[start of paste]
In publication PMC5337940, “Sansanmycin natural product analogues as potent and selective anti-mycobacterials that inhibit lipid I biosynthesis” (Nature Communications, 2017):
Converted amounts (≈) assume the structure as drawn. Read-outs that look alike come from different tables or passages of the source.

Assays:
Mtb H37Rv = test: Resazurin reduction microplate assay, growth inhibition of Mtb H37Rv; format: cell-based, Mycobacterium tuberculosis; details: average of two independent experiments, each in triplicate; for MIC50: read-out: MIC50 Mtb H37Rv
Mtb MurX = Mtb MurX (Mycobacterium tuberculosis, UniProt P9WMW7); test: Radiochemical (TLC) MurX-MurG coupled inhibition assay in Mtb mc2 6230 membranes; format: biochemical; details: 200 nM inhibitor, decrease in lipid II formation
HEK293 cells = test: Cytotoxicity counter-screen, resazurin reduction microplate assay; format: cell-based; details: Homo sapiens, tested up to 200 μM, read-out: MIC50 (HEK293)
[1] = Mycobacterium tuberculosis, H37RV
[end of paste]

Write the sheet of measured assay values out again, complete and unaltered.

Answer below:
In publication PMC5337940, “Sansanmycin natural product analogues as potent and selective anti-mycobacterials that inhibit lipid I biosynthesis” (Nature Communications, 2017):
Converted amounts (≈) assume the structure as drawn. Read-outs that look alike come from different tables or passages of the source.

Assays:
Mtb H37Rv = test: Resazurin reduction microplate assay, growth inhibition of Mtb H37Rv; format: cell-based, Mycobacterium tuberculosis; details: average of two independent experiments, each in triplicate; for MIC50: read-out: MIC50 Mtb H37Rv
Mtb MurX = Mtb MurX (Mycobacterium tuberculosis, UniProt P9WMW7); test: Radiochemical (TLC) MurX-MurG coupled inhibition assay in Mtb mc2 6230 membranes; format: biochemical; details: 200 nM inhibitor, decrease in lipid II formation
HEK293 cells = test: Cytotoxicity counter-screen, resazurin reduction microplate assay; format: cell-based; details: Homo sapiens, tested up to 200 μM, read-out: MIC50 (HEK293)
[1] = Mycobacterium tuberculosis, H37RV